Samples were ground at room temperature using a Grindomix GM 200 knife mill by Retsch (Haan, Germany). For safe handling of calibration gases, Tedlar gas sampling bags Nr. 24633 from Supelco (Sigma-Aldrich, Germany) and gas tight syringes PN 1710 100 µL and PN 1001 1000 µL from Hamilton (Martinsried, Germany) were used. Analytical balances capable of weighing units down to 0.1 mg or 0.01 g were from Mettler-Toledo (Greifensee, Switzerland).

An Agilent GC-MSD system (Waldbronn, Germany), consisting of a 6890 GC and a 5973 MSD was used for analysis.

The system was equipped with a MPS2 sampler from Gerstel (Mülheim/Ruhr, Germany) with a headspace agitator unit and a 2.5 mL syringe. Further, a KAS 4 PTV with a cryo unit to be run with liquid nitrogen and capable of maintaining -80 °C served as the injection port. Suitable liners filled with Tenax were from Gerstel. Chromatographic separation took place on a Rt-Q-Bond PLOT column (30 m × 0.32 mm × 10 µm) from Restek (Bad Homburg, Germany). To prevent single, loose particles of the stationary phase from entering the ion source of the MSD, a restriction capillary (5 m × 0.25 mm) from Agilent (Waldbronn, Germany) was inserted between the PLOT column and the MSD using an appropriate column connector (Agilent, Waldbronn).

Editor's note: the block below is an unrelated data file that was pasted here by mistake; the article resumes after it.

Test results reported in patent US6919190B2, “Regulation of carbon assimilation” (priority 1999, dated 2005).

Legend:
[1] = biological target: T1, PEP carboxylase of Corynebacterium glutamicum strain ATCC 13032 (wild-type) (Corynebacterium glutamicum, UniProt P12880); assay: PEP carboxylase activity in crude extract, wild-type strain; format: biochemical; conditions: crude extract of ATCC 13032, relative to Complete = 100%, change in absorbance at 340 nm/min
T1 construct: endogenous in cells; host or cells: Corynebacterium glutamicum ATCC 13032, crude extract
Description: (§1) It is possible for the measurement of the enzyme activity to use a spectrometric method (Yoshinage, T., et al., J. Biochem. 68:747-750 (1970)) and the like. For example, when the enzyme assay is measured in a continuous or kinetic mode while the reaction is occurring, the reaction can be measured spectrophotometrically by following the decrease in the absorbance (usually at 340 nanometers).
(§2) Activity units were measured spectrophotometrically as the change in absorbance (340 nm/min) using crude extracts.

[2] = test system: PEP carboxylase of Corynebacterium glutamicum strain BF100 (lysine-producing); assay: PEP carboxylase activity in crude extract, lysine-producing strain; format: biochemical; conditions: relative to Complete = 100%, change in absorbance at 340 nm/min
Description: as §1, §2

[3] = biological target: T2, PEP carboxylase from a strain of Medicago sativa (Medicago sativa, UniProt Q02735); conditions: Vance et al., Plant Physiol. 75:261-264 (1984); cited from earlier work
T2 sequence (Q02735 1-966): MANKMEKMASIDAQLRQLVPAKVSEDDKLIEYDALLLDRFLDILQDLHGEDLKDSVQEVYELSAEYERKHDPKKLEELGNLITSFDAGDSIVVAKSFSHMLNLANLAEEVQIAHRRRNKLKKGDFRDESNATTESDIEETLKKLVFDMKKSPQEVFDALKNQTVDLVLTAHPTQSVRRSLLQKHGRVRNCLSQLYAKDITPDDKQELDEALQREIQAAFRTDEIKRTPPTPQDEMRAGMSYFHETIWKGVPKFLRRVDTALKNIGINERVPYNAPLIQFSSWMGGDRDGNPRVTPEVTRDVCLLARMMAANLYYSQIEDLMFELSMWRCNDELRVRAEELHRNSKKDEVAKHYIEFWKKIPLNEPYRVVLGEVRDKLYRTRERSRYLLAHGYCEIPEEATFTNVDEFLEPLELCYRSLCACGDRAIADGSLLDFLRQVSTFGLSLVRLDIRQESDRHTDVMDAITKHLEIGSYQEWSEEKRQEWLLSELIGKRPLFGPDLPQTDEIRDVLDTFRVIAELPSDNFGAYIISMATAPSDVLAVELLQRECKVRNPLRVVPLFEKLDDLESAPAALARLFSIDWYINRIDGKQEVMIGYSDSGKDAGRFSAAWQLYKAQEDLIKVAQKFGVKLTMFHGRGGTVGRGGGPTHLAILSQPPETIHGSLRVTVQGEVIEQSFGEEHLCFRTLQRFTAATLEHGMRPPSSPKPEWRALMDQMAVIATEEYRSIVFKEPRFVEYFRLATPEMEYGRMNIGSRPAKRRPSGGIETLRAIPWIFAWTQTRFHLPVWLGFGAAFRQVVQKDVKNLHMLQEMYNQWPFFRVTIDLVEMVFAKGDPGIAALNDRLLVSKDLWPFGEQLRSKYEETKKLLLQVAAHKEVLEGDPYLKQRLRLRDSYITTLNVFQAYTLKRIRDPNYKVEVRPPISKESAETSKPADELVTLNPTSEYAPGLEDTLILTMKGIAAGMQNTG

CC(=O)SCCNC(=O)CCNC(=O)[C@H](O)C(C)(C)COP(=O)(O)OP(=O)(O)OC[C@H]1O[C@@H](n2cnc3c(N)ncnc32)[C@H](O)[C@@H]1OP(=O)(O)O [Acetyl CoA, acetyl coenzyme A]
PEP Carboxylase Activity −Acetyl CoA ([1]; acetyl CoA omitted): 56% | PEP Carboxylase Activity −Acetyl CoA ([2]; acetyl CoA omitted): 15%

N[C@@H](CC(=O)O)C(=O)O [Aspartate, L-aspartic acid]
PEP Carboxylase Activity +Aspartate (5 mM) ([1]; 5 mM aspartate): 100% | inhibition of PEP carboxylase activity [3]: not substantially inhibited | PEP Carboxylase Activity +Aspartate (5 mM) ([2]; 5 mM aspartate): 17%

Sample Preparation

Coarse-granular commodities, such as nut kernels or legumes, were ground with a knife mill. Heat development was minimized by intervallic grinding. An amount of 1 g of the powdery homogenate was weighed into a headspace vial, 7 mL of water were added and the vial was closed with a rubber stopper and vigorously shaken. Subsequently, the vial was filled to a level of 15 mL with sulfuric acid 10 % and immediately sealed. In the case of granular commodities (e.g. whole grains), up to 3 g were weighed into the headspace vial and 5 % sulfuric acid solution was rapidly poured into the vials up to a level of 15 mL (using a small beaker). The vials were immediately closed and shaken.

Headspace-GC-MSD Analysis